And he worries about the Bubble Economy that “threatens to burst.” Well, great, right? The sooner the economy collapses, the sooner semi-trucks stop crisscrossing the country mid-winter carrying genetically modified pesticide ridden cherries from Chile, right?

But Burr can’t see how anything could possibly be good.

“There is no upside,” he says.

You want to ask: Chuck, buddy, everything all right at home? You sleeping okay? Burr admits he doesn’t know what the future holds, (although he knows the future is bleak).
After outlining all the ways we’re going to wither on the vine, he also trots out the old “abrupt ice age” theory, in which climate change comes in the form of cold, and we die the old fashioned way, in an ice age, the way our ancestors did.

Either way, solutions are futile, since climate change and monoculture and erosion are already on an unstoppable path, and we have finally arrived at the scientific version of the doomsday predictions of St. John and Nostradamus. Burr reminds us that change is coming, either when we see the errors of our ways, or when change is forced upon us by catastrophe, scarcity, war, and the seven-headed beasts of Revelation are coming.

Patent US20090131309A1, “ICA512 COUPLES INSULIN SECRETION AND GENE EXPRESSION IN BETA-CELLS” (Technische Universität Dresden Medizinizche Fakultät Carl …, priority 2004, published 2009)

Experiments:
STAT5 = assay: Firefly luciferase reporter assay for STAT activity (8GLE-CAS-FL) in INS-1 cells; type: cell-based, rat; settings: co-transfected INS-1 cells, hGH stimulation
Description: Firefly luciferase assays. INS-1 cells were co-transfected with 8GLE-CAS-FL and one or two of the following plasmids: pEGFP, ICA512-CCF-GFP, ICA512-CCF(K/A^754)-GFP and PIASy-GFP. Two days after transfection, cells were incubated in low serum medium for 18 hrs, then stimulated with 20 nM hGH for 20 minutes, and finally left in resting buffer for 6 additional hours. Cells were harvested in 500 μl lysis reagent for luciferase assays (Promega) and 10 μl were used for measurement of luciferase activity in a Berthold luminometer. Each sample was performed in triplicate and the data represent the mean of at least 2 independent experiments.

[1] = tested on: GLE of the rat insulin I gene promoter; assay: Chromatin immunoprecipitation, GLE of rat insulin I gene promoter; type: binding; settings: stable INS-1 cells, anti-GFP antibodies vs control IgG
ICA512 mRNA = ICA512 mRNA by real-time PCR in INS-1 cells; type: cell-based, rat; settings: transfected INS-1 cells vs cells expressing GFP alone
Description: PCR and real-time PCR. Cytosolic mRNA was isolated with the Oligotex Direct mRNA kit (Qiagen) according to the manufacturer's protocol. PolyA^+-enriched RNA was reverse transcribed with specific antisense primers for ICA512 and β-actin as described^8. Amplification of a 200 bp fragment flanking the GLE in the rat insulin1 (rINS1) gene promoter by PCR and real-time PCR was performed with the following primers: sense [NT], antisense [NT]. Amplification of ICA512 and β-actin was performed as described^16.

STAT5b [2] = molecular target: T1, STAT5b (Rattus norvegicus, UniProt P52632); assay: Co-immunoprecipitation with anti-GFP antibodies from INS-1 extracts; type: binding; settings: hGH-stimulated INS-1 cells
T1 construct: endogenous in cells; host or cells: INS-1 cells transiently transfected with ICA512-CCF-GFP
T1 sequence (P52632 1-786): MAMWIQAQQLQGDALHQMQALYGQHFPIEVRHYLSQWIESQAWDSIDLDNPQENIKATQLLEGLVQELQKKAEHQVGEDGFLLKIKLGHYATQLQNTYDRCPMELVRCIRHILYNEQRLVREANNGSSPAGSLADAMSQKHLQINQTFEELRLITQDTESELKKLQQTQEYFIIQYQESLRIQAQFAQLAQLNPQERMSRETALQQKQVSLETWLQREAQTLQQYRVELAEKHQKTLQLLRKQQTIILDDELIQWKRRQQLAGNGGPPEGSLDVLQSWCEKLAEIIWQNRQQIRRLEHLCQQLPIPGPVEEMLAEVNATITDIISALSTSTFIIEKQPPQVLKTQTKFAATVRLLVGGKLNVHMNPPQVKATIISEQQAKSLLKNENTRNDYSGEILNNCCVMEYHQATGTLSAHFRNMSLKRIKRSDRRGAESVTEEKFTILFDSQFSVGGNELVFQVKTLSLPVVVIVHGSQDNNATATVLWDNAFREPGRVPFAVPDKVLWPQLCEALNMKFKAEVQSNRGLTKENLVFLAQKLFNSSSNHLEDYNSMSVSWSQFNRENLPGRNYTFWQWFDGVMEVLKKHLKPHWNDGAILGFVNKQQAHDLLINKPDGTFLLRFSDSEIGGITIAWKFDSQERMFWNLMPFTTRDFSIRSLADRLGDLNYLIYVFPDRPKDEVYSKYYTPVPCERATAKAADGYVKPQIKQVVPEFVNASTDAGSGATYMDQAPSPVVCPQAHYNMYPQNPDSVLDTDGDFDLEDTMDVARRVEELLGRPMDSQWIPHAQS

Saturday, January 26, 2008

A $10,000 bet on peak oil

Canadian Business Online

By Jeff Sanford

The debate over future global oil production capacity took a couple of interesting turns over the past two weeks as opinion makers on oil policy argued over the true state of the industry, a $10,000 bet was laid, and George W. Bush weighed in on the subject with some remarkable comments of his own.